Time to debate Governors’ powers

Updated - December 04, 2021 11:34 pm IST

Published - February 04, 2016 12:26 am IST

By imposing President’s rule in Arunachal Pradesh even before a mandatory floor test could establish conclusively that the Congress government of Nabam Tuki had lost its majority, the Central government acted prematurely. Indeed, the Supreme Court in seeking reasons for the decision, and observing that “the matter is too serious”, underscored what President Pranab Mukherjee had said in his new year’s message to Governors: they must play, he said, their assigned role while respecting the distinct authority and responsibility vested in the executive, the judiciary and the legislature, and help “create a harmonious relationship between the Centre and the States”. When the Centre sought his assent for President’s Rule in Arunachal Pradesh, Mr. Mukherjee cautioned against a hasty decision — indeed, one that runs counter to Prime Minister Narendra Modi’s promise of cooperative federalism. But the government, projecting it as a ‘textbook case’ for the use of Article 356, had its way. On Monday, the Supreme Court accepted that a Governor is not answerable to the courts for the exercise of the powers of his office. But simultaneously it ordered the Centre to release all documents — including personal letters of the Chief Minister and of his ministerial colleagues — to enable Mr. Tuki to prepare a defence against the contents of Governor J.P. Rajkhowa’s report that accuses him of instigating fellow Nyishis and funding public protests to seek the latter’s exit. The Governor also claimed that he had been abused, threatened and nearly assaulted by Mr. Tuki’s Ministers, who joined protestors and even sacrificed a mithun outside the Raj Bhavan.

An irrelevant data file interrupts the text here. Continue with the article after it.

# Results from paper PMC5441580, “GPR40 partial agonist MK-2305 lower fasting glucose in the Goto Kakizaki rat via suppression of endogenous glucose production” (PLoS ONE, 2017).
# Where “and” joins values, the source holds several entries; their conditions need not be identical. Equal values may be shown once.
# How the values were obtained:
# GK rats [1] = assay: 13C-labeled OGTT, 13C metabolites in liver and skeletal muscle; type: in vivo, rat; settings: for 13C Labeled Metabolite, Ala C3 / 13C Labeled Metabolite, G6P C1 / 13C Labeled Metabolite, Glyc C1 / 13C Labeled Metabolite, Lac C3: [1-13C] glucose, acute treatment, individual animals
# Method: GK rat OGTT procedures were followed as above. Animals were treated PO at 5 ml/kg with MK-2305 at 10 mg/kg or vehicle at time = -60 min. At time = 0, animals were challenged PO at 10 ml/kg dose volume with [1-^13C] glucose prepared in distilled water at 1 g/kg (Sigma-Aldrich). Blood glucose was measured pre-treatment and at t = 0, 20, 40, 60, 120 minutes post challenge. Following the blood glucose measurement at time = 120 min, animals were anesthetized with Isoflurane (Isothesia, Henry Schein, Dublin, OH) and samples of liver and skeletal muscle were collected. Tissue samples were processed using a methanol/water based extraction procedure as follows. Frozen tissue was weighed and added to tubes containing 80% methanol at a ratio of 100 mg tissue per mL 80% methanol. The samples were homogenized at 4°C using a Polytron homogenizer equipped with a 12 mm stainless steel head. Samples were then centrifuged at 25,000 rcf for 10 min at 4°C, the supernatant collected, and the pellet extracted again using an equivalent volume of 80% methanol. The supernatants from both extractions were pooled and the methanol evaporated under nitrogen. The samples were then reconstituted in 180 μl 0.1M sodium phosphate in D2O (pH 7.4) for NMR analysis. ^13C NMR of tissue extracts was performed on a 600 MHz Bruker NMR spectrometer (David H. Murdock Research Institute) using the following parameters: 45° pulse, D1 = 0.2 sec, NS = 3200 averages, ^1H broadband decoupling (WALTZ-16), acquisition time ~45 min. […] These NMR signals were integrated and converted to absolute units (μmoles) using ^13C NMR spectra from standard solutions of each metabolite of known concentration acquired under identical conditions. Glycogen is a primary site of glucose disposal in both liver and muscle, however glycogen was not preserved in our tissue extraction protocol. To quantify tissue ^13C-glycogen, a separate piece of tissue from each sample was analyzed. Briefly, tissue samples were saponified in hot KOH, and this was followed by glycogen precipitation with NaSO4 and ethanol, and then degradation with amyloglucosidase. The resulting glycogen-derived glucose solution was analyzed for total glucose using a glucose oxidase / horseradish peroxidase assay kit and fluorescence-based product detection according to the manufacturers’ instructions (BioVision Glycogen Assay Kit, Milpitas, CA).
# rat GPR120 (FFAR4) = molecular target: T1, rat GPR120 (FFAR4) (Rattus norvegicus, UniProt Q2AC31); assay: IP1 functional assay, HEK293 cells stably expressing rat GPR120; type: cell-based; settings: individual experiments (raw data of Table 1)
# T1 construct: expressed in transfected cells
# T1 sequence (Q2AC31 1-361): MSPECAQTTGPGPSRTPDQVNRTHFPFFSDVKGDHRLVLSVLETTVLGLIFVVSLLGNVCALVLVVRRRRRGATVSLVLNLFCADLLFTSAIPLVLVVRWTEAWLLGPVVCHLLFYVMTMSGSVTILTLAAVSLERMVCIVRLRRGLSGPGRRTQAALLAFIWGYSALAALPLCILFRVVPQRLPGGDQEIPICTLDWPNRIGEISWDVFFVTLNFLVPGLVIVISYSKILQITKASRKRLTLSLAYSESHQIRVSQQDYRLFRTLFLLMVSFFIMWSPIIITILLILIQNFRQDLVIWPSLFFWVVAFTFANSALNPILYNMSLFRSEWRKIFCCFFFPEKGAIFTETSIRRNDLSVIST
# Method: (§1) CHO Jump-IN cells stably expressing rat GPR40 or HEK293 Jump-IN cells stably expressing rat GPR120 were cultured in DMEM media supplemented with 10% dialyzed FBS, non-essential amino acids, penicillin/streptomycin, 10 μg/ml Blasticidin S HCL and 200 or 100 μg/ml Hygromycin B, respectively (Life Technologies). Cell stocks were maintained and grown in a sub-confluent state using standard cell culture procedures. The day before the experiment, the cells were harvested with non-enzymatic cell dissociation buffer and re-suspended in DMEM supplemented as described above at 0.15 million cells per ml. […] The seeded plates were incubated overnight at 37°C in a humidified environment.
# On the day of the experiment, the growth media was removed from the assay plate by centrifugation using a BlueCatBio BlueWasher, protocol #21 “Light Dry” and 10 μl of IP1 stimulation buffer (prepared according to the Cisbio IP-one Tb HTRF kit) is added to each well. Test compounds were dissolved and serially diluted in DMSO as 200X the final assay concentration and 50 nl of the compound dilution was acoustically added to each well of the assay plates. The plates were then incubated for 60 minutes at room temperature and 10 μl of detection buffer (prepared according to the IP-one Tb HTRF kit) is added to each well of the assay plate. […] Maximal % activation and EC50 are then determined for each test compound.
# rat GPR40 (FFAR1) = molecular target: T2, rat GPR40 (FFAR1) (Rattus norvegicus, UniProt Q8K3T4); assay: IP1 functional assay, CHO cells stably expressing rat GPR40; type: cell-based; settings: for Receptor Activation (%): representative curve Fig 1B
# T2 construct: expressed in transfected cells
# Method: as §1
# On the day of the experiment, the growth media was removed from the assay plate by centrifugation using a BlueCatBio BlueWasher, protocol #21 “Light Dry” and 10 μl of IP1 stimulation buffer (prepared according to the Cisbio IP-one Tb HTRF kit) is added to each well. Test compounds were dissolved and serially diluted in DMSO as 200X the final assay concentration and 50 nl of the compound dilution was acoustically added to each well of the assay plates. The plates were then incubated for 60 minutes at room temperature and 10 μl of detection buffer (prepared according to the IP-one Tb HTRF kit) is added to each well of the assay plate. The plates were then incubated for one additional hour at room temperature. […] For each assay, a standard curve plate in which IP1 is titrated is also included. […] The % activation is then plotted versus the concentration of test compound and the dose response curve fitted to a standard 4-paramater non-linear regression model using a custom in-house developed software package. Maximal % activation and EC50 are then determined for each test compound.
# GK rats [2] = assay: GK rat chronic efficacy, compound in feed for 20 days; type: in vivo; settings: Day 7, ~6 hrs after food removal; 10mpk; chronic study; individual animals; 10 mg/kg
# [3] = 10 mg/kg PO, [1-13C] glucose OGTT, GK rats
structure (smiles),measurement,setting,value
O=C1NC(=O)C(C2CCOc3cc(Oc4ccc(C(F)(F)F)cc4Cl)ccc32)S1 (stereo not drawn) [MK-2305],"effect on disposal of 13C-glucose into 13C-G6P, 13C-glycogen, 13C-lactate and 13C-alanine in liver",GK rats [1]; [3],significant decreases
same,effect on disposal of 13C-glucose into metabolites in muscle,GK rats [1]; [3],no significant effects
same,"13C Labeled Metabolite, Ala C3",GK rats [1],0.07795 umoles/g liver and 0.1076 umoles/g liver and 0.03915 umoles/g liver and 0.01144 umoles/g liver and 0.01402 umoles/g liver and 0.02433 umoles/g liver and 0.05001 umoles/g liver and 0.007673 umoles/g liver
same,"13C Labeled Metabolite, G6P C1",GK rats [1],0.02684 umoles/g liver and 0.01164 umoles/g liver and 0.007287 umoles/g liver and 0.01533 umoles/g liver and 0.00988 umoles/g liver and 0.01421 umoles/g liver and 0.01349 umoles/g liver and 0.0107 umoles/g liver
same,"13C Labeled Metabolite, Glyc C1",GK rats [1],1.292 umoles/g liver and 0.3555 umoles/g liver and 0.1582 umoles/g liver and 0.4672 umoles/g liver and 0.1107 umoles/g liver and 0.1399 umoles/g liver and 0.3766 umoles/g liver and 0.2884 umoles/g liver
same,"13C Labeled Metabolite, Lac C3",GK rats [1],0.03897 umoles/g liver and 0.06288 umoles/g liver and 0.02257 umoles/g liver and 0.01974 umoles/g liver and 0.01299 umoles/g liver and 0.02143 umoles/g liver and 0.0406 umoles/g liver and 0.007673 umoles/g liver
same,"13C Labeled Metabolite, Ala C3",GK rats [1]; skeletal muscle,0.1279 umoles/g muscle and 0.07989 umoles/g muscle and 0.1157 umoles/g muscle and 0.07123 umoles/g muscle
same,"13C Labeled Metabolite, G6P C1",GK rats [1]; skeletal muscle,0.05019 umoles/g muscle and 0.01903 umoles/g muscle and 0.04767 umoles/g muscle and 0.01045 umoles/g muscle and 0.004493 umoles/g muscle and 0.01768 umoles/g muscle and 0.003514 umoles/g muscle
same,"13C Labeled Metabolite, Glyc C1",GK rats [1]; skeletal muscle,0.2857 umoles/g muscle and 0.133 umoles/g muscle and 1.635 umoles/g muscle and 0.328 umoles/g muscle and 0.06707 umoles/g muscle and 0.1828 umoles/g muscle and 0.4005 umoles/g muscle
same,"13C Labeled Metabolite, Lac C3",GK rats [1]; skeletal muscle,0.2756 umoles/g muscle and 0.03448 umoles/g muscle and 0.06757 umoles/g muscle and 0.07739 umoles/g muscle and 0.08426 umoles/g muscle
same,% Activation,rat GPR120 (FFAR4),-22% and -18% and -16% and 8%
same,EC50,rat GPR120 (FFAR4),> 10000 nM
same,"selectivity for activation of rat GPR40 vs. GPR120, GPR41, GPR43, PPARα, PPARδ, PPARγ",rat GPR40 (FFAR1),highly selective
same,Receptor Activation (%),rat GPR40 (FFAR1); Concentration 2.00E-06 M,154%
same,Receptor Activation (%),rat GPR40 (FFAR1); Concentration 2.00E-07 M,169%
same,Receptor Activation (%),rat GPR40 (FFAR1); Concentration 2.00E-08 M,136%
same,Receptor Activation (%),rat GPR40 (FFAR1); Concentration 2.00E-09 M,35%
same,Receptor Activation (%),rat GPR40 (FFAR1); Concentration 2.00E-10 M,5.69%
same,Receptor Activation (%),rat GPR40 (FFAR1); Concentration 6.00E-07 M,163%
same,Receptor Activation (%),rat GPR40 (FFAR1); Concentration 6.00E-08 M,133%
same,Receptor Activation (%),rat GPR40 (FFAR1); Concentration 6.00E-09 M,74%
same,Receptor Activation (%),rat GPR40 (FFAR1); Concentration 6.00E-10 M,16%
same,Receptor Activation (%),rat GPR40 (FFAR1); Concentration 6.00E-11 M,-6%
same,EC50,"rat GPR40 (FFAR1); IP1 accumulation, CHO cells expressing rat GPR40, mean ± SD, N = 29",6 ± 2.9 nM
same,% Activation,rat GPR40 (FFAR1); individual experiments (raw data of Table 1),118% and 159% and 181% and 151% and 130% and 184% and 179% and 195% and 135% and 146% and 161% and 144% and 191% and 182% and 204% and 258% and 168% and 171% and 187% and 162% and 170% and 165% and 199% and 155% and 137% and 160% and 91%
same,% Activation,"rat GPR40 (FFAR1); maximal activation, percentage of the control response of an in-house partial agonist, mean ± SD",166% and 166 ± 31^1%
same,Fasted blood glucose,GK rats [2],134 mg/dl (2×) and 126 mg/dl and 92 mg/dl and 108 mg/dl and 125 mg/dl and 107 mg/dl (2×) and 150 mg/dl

However, this is not the first case of a clash between a Governor and the Chief Minister of a State in the past year. The Governors of Tripura, Uttar Pradesh, West Bengal and Assam — Tathagata Roy, Ram Naik, Keshari Nath Tripathi and P.B. Acharya, respectively — have been on a collision course with the Chief Ministers of the States. Mr. Naik clashed with Chief Minister Akhilesh Yadav’s choice of Lokayukta, and sat over the State’s nominations for five members to the Legislative Council. In Assam, Chief Minister Tarun Gogoi accused Mr. Acharya of “interfering” in the political affairs of the State. Mr. Acharya also hit the headlines for his controversial “Hindustan is for Hindus” comment. Mr. Roy attracted adverse attention when he said publicly: “Whatever gave you the notion that I am secular? I am Hindu.” The imposition of President’s Rule in Arunachal Pradesh is, in a sense, in keeping with the record of governments of all hues to use pliant Governors to dismiss opposition-run State governments. However, at present there is another concern: many Governors are being seen as active agents working to implement the Sangh Parivar’s Hindutva agenda. Later this month, when the President hosts the annual Governors’ conference, it would be in order to have a deeper discussion on the constitutional proprieties that should guide a Governor’s word and deed.

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